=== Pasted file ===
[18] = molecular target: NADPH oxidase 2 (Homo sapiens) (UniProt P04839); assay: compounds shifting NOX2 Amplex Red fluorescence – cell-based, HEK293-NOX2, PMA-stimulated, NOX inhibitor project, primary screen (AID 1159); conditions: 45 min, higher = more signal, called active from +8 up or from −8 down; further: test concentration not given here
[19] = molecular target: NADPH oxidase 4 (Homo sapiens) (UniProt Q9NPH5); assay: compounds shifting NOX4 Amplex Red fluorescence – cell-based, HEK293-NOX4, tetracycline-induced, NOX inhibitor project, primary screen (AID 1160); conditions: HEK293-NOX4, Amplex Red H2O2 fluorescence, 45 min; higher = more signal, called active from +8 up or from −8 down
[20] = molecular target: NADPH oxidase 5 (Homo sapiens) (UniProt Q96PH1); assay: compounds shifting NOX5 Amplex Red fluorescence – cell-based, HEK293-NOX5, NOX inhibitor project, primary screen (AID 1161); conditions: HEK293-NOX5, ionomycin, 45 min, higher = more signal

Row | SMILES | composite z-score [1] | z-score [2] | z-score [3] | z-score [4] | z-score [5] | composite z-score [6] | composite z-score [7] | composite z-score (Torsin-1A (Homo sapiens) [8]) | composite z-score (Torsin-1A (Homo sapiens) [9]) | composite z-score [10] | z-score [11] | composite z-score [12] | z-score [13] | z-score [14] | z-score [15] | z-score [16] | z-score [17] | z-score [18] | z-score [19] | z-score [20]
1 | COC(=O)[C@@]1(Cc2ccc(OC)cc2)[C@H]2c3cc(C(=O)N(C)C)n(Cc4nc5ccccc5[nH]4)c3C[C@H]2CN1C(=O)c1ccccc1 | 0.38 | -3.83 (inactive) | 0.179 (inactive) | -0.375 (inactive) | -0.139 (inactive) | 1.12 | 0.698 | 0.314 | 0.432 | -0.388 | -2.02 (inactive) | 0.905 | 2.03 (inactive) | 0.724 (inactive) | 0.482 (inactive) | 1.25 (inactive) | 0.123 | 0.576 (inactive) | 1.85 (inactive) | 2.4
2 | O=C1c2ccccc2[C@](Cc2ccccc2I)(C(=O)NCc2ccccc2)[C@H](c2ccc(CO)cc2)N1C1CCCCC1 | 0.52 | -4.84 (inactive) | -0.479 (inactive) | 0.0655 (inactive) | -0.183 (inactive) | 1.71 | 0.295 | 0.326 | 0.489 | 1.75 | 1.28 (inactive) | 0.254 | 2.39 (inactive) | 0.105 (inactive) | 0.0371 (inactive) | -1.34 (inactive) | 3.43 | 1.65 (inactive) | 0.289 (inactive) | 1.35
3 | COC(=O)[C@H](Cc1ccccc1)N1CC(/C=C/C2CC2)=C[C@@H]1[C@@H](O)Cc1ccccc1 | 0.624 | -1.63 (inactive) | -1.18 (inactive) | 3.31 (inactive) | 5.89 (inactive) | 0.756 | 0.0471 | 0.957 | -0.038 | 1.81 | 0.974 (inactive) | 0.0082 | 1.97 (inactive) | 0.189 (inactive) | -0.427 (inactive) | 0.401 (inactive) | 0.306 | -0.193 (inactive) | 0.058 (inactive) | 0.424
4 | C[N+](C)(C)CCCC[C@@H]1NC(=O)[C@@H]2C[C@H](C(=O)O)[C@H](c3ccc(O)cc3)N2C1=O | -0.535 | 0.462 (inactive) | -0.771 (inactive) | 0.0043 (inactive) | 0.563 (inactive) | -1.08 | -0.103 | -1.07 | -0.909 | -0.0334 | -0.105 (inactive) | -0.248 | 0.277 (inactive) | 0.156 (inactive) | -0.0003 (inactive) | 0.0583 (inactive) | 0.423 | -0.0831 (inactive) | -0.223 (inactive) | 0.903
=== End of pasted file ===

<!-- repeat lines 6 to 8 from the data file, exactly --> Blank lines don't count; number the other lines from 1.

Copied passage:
2 | O=C1c2ccccc2[C@](Cc2ccccc2I)(C(=O)NCc2ccccc2)[C@H](c2ccc(CO)cc2)N1C1CCCCC1 | 0.52 | -4.84 (inactive) | -0.479 (inactive) | 0.0655 (inactive) | -0.183 (inactive) | 1.71 | 0.295 | 0.326 | 0.489 | 1.75 | 1.28 (inactive) | 0.254 | 2.39 (inactive) | 0.105 (inactive) | 0.0371 (inactive) | -1.34 (inactive) | 3.43 | 1.65 (inactive) | 0.289 (inactive) | 1.35
3 | COC(=O)[C@H](Cc1ccccc1)N1CC(/C=C/C2CC2)=C[C@@H]1[C@@H](O)Cc1ccccc1 | 0.624 | -1.63 (inactive) | -1.18 (inactive) | 3.31 (inactive) | 5.89 (inactive) | 0.756 | 0.0471 | 0.957 | -0.038 | 1.81 | 0.974 (inactive) | 0.0082 | 1.97 (inactive) | 0.189 (inactive) | -0.427 (inactive) | 0.401 (inactive) | 0.306 | -0.193 (inactive) | 0.058 (inactive) | 0.424
4 | C[N+](C)(C)CCCC[C@@H]1NC(=O)[C@@H]2C[C@H](C(=O)O)[C@H](c3ccc(O)cc3)N2C1=O | -0.535 | 0.462 (inactive) | -0.771 (inactive) | 0.0043 (inactive) | 0.563 (inactive) | -1.08 | -0.103 | -1.07 | -0.909 | -0.0334 | -0.105 (inactive) | -0.248 | 0.277 (inactive) | 0.156 (inactive) | -0.0003 (inactive) | 0.0583 (inactive) | 0.423 | -0.0831 (inactive) | -0.223 (inactive) | 0.903